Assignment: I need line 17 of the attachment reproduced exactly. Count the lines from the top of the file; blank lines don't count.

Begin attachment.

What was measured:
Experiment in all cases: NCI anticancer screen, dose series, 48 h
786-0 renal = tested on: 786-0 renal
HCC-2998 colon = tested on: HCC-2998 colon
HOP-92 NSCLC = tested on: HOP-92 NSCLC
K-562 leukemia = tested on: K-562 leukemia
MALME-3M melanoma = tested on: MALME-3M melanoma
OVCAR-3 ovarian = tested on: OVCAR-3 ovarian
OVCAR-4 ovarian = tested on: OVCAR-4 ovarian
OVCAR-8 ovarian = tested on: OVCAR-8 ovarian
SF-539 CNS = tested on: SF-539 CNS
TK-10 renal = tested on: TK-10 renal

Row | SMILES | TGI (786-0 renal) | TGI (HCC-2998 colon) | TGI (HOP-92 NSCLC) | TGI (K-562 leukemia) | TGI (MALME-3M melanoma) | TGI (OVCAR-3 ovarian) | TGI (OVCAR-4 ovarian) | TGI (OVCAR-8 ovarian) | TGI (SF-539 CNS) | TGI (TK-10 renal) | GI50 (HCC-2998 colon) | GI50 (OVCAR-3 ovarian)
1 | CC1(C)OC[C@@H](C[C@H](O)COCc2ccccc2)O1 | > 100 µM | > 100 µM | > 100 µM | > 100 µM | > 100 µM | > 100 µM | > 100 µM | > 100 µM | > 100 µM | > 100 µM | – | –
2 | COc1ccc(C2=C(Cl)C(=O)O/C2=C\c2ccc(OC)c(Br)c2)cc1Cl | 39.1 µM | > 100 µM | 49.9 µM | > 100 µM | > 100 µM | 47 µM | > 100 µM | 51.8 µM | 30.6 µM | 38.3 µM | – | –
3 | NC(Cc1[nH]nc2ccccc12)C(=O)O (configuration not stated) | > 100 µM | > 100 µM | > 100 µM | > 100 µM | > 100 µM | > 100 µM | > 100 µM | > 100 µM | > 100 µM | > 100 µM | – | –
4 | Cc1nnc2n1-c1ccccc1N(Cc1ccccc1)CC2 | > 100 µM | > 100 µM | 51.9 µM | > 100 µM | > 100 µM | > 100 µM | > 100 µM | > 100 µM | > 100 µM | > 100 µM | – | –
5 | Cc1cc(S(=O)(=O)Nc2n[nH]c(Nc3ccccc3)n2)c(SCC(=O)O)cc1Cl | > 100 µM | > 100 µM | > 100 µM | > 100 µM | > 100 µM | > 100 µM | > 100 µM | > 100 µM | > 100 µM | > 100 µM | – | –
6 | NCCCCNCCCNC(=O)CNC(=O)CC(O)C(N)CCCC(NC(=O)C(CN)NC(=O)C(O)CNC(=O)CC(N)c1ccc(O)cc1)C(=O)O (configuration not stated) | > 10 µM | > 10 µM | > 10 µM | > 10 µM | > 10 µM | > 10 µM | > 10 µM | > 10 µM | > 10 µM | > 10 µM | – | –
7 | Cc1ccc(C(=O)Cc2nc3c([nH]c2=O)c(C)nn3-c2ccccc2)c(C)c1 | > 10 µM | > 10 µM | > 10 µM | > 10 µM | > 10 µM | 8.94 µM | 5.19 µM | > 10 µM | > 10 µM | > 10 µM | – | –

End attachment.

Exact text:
4 | Cc1nnc2n1-c1ccccc1N(Cc1ccccc1)CC2 | > 100 µM | > 100 µM | 51.9 µM | > 100 µM | > 100 µM | > 100 µM | > 100 µM | > 100 µM | > 100 µM | > 100 µM | – | –